I’m starting to get worried. 2013 is starting to treat me too well. All the films I’ve seen at the cinema this year have been great. Now, granted I haven’t seen Movie 43 or the latest Die Hard yet, but all the films I choose to watch in the company of a couple of dozen other mouthbreathers have been of high quality. I’m wary of the streak building. It’s bound to come crashing down at some point. Luckily, Ralph doesn’t wreck it.
Wreck-It Ralph (2013)
Those of you with fully-functional eyes might notice that the release date above this very sentence is a lot earlier than the UK release date of February 8th. For some arbitrary reason, both Wreck-It Ralph and Cloud Atlas were out in the U.S. months before they finally crawled over here. There’s probably some infuriating financial reason or bullshit market research behind all this, but to me it’s just another instance of the U.K. getting screwed. We pay more for our tickets than the U.S. does on average, yet we get films incredibly late and sometimes even get them delivered to us all chopped up to fuck. Still, that’s a gripe and nothing really to do with the film. It’s another example of me loving the product but hating the business behind it.
“I’m bad, and that’s good. I will never be good, and that’s not bad. There’s no one I’d rather be then me.”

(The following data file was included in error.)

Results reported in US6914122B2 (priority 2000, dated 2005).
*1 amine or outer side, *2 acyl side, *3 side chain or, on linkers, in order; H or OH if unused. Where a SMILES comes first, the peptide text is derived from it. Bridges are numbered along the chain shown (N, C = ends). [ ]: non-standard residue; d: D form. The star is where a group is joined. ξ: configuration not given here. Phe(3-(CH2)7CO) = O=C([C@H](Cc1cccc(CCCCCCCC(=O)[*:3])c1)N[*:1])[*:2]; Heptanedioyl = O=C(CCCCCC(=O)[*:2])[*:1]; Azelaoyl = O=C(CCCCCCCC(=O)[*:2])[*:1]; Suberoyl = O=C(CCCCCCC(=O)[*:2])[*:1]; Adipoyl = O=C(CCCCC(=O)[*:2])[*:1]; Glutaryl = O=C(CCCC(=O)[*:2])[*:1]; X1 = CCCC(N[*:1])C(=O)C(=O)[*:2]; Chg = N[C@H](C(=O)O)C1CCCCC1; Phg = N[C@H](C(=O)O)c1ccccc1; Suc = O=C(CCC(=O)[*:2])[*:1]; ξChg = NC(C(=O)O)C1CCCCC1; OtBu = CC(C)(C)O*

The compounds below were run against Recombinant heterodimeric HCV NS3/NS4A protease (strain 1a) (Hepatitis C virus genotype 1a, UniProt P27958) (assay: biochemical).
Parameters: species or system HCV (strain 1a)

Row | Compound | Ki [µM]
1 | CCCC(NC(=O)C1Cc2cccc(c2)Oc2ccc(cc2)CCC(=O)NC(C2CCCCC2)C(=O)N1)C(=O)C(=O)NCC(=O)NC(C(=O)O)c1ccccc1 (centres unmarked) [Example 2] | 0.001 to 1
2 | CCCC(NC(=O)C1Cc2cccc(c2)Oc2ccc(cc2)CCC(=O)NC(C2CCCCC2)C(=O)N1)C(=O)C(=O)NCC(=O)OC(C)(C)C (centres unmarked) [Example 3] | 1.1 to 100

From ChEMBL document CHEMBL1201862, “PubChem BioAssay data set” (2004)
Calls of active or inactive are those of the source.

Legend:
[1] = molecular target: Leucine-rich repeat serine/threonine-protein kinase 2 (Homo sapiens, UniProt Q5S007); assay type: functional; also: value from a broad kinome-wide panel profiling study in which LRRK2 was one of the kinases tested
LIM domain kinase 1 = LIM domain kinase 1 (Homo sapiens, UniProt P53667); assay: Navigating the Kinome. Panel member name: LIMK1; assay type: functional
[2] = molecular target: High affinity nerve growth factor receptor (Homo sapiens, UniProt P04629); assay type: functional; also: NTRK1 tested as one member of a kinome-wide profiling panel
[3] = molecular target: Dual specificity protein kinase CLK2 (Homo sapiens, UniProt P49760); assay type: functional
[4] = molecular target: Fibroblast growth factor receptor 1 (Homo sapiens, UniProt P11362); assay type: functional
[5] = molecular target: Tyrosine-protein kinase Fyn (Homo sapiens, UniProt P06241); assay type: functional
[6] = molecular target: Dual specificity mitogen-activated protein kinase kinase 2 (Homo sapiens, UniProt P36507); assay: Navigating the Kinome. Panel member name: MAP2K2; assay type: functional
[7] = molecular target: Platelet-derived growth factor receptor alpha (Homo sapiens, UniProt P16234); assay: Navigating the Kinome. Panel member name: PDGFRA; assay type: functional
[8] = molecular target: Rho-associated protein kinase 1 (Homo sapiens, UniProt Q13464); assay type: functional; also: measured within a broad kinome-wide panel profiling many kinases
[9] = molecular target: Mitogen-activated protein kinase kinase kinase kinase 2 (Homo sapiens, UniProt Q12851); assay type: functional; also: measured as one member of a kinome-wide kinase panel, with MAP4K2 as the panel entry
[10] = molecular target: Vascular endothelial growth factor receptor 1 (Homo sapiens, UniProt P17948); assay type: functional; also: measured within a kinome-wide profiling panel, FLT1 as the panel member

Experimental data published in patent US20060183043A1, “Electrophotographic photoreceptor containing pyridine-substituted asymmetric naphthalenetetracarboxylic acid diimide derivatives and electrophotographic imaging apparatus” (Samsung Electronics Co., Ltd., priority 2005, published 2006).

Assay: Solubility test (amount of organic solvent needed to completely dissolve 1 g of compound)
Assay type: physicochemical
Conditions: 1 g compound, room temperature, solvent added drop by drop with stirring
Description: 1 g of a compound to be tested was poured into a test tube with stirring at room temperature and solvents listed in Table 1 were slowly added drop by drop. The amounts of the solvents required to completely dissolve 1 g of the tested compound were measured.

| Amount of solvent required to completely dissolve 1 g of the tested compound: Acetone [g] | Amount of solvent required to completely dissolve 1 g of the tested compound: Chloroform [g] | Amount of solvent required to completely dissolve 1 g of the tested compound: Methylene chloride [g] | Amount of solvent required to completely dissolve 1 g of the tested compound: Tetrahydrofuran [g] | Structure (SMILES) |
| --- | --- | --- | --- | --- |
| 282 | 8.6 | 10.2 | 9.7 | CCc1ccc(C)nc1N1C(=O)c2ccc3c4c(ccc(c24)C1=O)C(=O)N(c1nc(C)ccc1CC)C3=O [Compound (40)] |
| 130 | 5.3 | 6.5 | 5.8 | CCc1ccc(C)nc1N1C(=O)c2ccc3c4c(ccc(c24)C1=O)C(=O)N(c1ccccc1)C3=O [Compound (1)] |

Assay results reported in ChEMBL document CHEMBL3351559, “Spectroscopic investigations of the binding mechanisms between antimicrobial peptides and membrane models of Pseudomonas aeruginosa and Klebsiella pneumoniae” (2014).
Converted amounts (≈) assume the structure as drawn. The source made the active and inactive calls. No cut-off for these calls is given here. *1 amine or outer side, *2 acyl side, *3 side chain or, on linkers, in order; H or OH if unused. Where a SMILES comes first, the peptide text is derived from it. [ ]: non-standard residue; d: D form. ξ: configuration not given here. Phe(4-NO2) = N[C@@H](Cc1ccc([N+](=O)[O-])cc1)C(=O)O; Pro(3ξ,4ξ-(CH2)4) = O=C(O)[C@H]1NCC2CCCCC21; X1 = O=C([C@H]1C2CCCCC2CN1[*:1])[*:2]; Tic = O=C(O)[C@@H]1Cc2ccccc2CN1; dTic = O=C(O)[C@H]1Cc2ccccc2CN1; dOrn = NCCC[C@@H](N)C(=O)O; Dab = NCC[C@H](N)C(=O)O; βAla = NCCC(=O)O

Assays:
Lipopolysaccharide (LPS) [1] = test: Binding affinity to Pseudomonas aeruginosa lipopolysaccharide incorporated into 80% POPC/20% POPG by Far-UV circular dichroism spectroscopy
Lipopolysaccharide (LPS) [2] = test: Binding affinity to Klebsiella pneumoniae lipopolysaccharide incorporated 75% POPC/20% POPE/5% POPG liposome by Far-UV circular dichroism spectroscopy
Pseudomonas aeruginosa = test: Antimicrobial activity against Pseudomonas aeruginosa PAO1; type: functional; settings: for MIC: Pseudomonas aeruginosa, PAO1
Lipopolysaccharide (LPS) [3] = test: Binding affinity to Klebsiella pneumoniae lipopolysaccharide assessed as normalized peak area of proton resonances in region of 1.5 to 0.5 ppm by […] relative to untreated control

Wreck-It Ralph is basically a gaming version of Toy Story. After their arcade is closed for the night, the characters from various games come to life. Wreck-It Ralph (John C. Reilly) is the villain of Fix-It Felix Jr, a classic arcade title, who is sick of being maligned and underappreciated whilst the eponymous Felix (Jack McBrayer) gets rewarded and adored. Ralph leaves his game in search of a medal of his own and ends up “game-jumping” through various game worlds including the violent first person shooter Hero’s Duty, where he meets the tough-as-nails Calhoun (Jane Lynch) and the saccharine racing game Sugar Rush, where he encounters annoying pipsqueak Vanellope (Sarah Silverman). As soon as I saw the trailer for this film, I knew it’d be for me. Having been a gamer for a long time, the whole concept of a video game twist on the Toy Story conceit, with Ralph encountering some real game characters like Pac-Man and Sonic the Hedgehog excited me. I was preparing myself for a shallow, but enjoyable 90 minute fluff piece containing in-jokes and kiddie humour. Whilst both those elements are present, what blindsided me about Wreck-It Ralph was how much heart it has. The film manages to tug at the heartstrings without being mawkish or hackneyed. As with all animated features, the voice acting is flawless. Reilly makes a fantastic lead and people like McBrayer, Silverman and Lynch consistently bring the funny. Especially Lynch, who gets to spit out some amazing military one-liners. She’s like a family friendly version of R. Lee Ermey from Full Metal Jacket. I loved Alan Tudyk’s King Candy as well. He nearly steals the show.